Conference to bring in £2.5m

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The Liberal Democrat party conference taking place in Sheffield in March is expected to generate £2.5 million for the city economy, the council’s chief executive said today.

But the benefits to the economy could be outweighed by the bill for the huge policing operation which has seen all South Yorkshire Police officers’ leave cancelled and could cost between £500,000 and £2m.

Since the booking was taken in 2008 the party’s profile has soared after Sheffield MP Nick Clegg became deputy prime minister when he formed the coalition government with the Conservatives.

But unpopular public sector cuts which has seen violent demonstrations, particularly in relation to university tuition fees, has meant South Yorskhire Police are having to plan for “all eventualities”.

A six-foot security fence will be erected around City Hall and armed police officers will also be on duty.

Police will patrol on horseback, motorcycles and bikes as well as on foot.

At a pre-conference briefing at the City Hall - the main conference venue - council chief executive John Mothersole said: “I’m delighted the Lib Dem party conference is coming to Sheffield, delighted because it’s a big conference worth £2.5m to our local economy.

“It’s clearly bigger in profile than we expected when we took the booking, which we took on a commercial basis.

“If you asked me in hindsight, ‘do I wish it wasn’t coming to Sheffield?’, my answer would be emphatically ‘no’. Sheffield is the fourth largest city in England and it has to behave like it.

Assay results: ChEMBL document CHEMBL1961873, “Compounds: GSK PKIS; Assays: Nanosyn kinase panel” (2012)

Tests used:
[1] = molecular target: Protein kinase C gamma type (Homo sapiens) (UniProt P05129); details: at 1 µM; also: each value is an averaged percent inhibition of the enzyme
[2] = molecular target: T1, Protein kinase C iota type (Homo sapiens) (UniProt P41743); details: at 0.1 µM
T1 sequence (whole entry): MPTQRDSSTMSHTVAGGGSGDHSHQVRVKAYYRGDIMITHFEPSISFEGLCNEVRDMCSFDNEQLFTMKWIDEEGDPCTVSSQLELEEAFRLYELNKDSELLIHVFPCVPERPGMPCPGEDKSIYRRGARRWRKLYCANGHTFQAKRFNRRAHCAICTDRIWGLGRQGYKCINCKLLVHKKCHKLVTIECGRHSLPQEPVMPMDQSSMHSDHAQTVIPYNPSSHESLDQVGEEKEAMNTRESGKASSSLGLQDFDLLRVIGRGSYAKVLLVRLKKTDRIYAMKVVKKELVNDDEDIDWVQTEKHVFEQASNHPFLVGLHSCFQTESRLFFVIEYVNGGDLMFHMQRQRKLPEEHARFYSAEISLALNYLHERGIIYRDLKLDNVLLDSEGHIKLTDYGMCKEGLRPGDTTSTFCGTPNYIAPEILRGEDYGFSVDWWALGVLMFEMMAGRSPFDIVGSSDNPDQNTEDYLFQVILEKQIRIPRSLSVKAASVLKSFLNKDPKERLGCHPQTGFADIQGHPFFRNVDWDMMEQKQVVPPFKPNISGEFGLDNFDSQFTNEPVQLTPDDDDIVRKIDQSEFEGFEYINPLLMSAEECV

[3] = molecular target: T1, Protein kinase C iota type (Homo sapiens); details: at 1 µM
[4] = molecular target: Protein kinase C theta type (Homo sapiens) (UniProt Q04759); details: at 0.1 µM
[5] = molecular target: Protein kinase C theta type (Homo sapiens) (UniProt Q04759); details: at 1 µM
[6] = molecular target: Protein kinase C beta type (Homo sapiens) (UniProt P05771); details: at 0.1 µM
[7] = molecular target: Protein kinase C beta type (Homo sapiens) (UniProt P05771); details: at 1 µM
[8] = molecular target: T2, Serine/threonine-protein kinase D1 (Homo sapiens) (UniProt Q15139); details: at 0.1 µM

“This conference is about jobs and the local economy.

“It happens to be a party political conference but Sheffield will demonstrate it can handle these big events.”

Up to 1,800 delegates are expected from Friday March 11 to Sunday March 13.

Superintendent Martin Scothern, who is leading the police operation, said: “We are aware of the intention of some groups to protest, however, at this time we have no specific information that suggests the protests will be anything other than peaceful.

“Police have a positive duty to protect the democratic rights of UK citizens to peacefully protest, while balancing the community rights of residents and the public.”

Supt Scothern said police leave had been cancelled and extra officers would be drafted in from West Yorkshire, Derbyshire and Nottinghamshire.

Supt Scothern said officers would only wear riot gear if necessary.

He added containment tactics - or “kettling” - where protestors are kept within a limited area - would be a ‘last resort’.

Police are expecting between 2,500 and 3,000 protestors but the number could be much bigger.

The conference will be most heavily policed for 24 hours from Saturday to Sunday, when there will be 1,000 officers on duty

Supt Scothern said the cost of policing is expected to be between £500,000 and £2m and would be paid for out of reserves.